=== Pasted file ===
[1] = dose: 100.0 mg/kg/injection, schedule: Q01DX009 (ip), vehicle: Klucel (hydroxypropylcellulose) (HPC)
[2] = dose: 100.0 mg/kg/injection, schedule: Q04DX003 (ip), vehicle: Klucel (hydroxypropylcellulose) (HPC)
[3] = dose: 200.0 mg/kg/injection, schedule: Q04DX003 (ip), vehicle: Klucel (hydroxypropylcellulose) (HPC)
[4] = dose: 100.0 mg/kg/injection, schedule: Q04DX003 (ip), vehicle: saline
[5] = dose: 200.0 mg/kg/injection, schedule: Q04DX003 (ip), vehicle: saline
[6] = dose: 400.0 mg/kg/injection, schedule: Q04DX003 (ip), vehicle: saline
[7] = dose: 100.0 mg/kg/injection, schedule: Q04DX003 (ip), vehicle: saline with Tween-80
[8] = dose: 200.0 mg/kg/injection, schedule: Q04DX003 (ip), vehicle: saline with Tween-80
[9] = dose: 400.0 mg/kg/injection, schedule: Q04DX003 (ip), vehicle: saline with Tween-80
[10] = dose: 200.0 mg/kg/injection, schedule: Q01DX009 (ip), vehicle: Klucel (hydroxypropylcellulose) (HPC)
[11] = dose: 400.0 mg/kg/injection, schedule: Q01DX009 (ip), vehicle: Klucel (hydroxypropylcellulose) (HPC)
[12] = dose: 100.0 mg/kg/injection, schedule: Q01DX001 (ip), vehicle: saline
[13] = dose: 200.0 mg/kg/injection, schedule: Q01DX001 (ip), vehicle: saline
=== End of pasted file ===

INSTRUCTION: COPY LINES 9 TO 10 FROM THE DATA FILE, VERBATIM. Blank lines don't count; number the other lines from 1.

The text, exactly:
[9] = dose: 400.0 mg/kg/injection, schedule: Q04DX003 (ip), vehicle: saline with Tween-80
[10] = dose: 200.0 mg/kg/injection, schedule: Q01DX009 (ip), vehicle: Klucel (hydroxypropylcellulose) (HPC)